Metacommunity ecology considers both the local- and regional-scale factors that influence community assembly. Previous work has identified dispersal, niche differentiation, and habitat heterogeneity as crucial parameters that determine metacommunity dynamics and stability in response to disturbance. However, it remains unclear whether the parameter combinations that are predicted to confer stability do so over long time scales and across ecosystem types. The ecosystems in the NSF Long-Term Ecological Research (LTER) network vary in habitat heterogeneity; likewise, the species assemblages within them exhibit varying degrees of niche differentiation and dispersal ability.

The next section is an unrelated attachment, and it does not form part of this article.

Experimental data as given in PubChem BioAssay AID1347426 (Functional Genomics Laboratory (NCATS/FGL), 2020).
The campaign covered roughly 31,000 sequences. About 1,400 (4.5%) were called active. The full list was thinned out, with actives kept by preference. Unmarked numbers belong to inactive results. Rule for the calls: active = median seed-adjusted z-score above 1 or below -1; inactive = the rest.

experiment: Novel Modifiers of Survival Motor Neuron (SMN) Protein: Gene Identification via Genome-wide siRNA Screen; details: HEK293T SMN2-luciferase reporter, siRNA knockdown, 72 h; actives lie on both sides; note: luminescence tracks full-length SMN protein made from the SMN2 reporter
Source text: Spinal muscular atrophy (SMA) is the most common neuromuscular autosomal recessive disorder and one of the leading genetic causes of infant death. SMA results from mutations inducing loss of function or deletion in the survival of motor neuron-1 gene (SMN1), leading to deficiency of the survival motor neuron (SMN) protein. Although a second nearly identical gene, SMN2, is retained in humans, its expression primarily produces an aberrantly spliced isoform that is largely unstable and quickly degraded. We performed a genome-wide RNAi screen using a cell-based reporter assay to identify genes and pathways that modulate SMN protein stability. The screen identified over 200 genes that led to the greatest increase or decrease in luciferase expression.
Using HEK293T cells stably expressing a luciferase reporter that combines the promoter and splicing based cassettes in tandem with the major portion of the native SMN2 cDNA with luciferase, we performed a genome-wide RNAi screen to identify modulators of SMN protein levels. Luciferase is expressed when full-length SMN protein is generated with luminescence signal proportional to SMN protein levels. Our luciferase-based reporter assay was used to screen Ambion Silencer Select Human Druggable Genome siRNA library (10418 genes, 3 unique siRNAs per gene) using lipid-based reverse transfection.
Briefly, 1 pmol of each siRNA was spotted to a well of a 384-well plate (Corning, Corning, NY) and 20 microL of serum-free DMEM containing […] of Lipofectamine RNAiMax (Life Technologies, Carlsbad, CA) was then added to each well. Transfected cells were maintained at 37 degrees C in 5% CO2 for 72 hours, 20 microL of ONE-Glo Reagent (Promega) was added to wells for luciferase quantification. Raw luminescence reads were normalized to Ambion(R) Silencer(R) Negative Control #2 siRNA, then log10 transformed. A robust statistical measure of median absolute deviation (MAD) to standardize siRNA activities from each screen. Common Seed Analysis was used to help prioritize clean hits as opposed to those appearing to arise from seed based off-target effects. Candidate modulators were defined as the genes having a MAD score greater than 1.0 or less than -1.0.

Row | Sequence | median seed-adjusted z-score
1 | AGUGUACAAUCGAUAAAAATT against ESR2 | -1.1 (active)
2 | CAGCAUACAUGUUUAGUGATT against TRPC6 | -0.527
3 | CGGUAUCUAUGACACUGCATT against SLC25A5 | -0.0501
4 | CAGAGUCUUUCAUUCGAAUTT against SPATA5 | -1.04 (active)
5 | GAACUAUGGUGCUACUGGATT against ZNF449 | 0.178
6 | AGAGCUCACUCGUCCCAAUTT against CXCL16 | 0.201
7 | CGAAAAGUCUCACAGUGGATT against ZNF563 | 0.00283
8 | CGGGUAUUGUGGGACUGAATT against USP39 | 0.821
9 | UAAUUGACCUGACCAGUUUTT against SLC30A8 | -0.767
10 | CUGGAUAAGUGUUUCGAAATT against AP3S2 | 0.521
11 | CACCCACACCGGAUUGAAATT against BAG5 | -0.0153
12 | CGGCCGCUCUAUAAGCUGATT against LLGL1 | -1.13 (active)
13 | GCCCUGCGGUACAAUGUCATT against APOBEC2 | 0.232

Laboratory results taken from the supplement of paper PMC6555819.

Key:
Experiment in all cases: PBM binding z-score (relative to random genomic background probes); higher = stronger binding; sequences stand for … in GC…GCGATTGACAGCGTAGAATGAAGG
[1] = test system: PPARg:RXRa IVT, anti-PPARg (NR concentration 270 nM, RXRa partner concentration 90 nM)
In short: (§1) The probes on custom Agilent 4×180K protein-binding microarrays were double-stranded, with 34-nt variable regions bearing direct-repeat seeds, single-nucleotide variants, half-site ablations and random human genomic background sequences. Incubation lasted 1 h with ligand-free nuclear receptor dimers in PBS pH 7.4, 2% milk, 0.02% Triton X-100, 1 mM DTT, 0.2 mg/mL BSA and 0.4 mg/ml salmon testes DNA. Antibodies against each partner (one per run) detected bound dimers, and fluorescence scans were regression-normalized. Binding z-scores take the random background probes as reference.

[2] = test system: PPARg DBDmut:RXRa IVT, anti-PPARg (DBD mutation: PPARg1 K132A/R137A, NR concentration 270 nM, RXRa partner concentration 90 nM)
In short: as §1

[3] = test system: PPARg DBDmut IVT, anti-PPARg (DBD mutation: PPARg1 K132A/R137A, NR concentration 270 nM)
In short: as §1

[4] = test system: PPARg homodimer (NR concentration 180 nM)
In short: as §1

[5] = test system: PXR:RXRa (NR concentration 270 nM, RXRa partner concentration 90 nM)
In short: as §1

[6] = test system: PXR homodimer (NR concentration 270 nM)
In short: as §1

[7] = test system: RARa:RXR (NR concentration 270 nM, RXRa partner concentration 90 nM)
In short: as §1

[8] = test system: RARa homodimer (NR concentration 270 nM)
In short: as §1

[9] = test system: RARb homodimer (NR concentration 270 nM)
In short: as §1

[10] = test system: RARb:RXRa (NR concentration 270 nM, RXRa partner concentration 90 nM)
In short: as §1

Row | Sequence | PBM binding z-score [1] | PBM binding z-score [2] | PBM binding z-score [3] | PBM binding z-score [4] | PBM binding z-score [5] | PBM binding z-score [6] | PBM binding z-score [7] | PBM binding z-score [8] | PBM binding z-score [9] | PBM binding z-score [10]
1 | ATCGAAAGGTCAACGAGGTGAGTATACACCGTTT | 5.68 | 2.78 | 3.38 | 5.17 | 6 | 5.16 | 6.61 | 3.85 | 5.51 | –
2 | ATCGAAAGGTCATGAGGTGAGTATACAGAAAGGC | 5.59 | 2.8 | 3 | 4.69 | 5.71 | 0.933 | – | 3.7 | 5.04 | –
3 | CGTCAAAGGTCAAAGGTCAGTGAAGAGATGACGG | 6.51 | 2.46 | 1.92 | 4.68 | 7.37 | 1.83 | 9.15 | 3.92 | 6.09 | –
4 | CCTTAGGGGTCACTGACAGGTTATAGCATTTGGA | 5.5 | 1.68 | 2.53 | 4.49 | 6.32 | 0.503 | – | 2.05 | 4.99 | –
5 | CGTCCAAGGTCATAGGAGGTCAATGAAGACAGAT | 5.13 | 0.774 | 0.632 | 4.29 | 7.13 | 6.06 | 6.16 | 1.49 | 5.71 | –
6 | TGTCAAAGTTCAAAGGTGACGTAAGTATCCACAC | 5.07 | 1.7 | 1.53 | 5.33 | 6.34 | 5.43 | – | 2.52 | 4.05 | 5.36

Using LTER datasets, the investigators aim to synthesize the general relationships between metacommunity parameters and stability across a diverse range of ecosystems and over long temporal scales. To do so, they will characterize metacommunity stability across a disturbance gradient, estimate metacommunity parameters, assess how well estimated parameters predict stability over time, and parameterize metacommunity simulation models with LTER data to identify the major predictors of metacommunity stability. Final products from this working group include an R package containing metacommunity time series datasets and relevant analyses, a synthesis of metacommunity stability and sensitivity to disturbance across the LTER network, and a prospectus detailing the application of simulations for understanding metacommunity dynamics.